Scientists have found that hydrogen sulfide, a chemical which stinks like rotten eggs, can offer health benefits to people suffering from diabetes, stroke, heart attacks and even dementia.

Scientists at the University of Exeter have come up with a new compound (AP39) that protects mitochondria, the ‘powerhouse’ of cells, which drives energy production in blood vessel cells. Preventing or reversing mitochondrial damage is a key strategy for treatments of a variety of conditions such as stroke, heart failure, diabetes and arthritis, dementia and ageing. Mitochondria determine whether cells live or die and they regulate inflammation. In the clinic, dysfunctional mitochondria are strongly linked to disease severity.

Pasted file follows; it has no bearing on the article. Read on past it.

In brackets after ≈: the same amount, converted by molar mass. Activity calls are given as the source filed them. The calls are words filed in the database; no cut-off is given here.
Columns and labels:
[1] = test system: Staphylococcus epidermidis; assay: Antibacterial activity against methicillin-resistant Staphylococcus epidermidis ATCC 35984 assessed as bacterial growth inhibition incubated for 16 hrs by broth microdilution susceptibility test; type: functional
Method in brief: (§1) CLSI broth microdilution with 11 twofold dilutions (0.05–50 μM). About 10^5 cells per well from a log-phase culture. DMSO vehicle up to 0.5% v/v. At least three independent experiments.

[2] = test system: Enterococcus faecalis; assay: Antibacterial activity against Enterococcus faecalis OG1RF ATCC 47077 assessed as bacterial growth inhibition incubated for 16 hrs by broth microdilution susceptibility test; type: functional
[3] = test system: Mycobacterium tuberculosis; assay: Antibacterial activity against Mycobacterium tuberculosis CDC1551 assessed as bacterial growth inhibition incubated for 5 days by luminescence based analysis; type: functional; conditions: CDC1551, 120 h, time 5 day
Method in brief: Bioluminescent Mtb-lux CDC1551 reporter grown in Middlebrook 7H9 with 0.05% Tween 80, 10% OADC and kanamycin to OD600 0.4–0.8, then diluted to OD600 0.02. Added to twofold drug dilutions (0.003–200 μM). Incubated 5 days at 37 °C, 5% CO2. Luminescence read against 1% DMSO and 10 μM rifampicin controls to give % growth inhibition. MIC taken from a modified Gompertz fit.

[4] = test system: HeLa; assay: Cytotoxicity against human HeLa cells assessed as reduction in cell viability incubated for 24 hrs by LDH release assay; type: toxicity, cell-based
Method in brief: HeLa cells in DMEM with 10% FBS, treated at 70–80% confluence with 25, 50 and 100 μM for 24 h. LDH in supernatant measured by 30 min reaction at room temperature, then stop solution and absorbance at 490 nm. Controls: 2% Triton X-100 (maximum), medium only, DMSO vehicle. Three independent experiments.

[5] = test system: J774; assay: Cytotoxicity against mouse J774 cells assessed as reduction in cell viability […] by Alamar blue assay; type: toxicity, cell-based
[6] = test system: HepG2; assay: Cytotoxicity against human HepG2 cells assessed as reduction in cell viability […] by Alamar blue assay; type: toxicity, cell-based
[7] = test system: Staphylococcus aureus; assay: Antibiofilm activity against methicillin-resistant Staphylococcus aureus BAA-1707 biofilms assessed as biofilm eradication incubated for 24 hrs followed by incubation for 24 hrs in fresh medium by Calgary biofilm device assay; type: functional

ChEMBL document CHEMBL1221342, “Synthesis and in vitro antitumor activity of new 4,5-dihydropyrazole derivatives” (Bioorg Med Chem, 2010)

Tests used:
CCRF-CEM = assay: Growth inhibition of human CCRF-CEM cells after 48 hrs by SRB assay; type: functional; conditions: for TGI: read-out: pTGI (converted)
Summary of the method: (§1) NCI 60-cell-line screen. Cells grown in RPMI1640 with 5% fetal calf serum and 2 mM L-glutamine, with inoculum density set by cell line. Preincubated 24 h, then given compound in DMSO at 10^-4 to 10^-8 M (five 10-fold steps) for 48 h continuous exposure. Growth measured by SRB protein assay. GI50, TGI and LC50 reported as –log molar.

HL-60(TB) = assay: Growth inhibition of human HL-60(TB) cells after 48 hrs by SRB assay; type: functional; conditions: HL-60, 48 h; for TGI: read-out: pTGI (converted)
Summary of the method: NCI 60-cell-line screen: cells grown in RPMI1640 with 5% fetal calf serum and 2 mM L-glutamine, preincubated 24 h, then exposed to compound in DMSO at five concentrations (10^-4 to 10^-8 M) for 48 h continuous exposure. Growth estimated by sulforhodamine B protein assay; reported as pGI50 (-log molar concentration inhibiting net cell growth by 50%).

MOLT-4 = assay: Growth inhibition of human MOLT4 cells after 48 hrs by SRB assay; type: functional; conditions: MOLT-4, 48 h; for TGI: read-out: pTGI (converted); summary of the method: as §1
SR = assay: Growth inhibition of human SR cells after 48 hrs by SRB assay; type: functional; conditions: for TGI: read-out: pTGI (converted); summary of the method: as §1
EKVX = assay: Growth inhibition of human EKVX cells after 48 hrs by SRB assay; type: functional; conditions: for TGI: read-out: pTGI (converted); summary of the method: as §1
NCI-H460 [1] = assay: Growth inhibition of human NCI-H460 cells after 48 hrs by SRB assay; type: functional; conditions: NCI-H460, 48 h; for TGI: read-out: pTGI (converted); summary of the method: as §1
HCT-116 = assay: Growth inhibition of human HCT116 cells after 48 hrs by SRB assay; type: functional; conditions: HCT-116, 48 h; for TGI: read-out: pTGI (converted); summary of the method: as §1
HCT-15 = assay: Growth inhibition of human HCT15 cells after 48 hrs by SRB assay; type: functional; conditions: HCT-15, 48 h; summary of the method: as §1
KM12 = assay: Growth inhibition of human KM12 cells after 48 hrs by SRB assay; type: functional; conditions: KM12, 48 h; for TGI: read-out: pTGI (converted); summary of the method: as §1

Professor Matt Whiteman from the University explained that when cells become stressed by disease, they draw in enzymes to generate minute quantities of hydrogen sulfide. This keeps the mitochondria ticking over and allows cells to live. If this doesn’t happen, the cells die and lose the ability to regulate survival and control inflammation. Their results indicate that if stressed cells are treated with AP39, which slowly delivers very small amounts of this gas specifically to the mitochondria, the cells stay alive.
Dr. Mark Wood of Biosciences added that although hydrogen sulfide is well known as a pungent, foul-smelling gas in rotten eggs and flatulence, it is naturally produced in the body and could in fact be a healthcare hero with have significant implications for future therapies for a variety of diseases.
The scientists are now working towards advancing the research to a stage where it can be tested in humans.
The study was published in the journal Medicinal Chemistry Communications.

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